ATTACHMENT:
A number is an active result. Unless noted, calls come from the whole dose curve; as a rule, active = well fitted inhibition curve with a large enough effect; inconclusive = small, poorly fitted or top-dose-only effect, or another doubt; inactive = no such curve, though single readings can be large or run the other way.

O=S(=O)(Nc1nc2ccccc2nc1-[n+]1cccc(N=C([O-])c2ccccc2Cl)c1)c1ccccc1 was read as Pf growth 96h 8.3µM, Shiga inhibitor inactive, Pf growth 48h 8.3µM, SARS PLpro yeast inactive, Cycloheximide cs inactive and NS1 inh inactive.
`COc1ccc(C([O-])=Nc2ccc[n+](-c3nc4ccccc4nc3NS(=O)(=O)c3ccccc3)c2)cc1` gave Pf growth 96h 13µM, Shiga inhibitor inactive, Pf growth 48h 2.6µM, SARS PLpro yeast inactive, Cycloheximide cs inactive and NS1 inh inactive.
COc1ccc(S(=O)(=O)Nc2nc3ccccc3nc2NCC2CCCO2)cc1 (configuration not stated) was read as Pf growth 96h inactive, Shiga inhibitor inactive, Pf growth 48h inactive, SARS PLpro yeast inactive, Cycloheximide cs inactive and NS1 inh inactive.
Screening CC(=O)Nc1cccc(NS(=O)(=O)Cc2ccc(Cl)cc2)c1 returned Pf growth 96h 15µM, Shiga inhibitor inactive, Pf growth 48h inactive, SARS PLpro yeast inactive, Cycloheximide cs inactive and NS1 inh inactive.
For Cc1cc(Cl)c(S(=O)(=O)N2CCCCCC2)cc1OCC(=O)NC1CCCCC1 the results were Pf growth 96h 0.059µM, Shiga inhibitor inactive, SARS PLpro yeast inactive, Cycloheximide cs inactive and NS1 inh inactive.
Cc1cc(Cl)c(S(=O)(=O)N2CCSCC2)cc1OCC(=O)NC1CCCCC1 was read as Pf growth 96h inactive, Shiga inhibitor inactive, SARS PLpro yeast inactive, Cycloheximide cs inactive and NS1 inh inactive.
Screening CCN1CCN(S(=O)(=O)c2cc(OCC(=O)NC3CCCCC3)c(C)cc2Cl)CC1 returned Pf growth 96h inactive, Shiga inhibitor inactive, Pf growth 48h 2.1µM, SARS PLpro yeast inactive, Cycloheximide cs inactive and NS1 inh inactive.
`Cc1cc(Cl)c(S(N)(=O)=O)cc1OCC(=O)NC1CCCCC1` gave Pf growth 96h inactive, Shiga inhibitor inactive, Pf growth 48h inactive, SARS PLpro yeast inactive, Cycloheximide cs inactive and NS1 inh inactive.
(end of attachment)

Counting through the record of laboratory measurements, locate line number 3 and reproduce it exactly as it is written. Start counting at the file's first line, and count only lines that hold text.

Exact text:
`COc1ccc(C([O-])=Nc2ccc[n+](-c3nc4ccccc4nc3NS(=O)(=O)c3ccccc3)c2)cc1` gave Pf growth 96h 13µM, Shiga inhibitor inactive, Pf growth 48h 2.6µM, SARS PLpro yeast inactive, Cycloheximide cs inactive and NS1 inh inactive.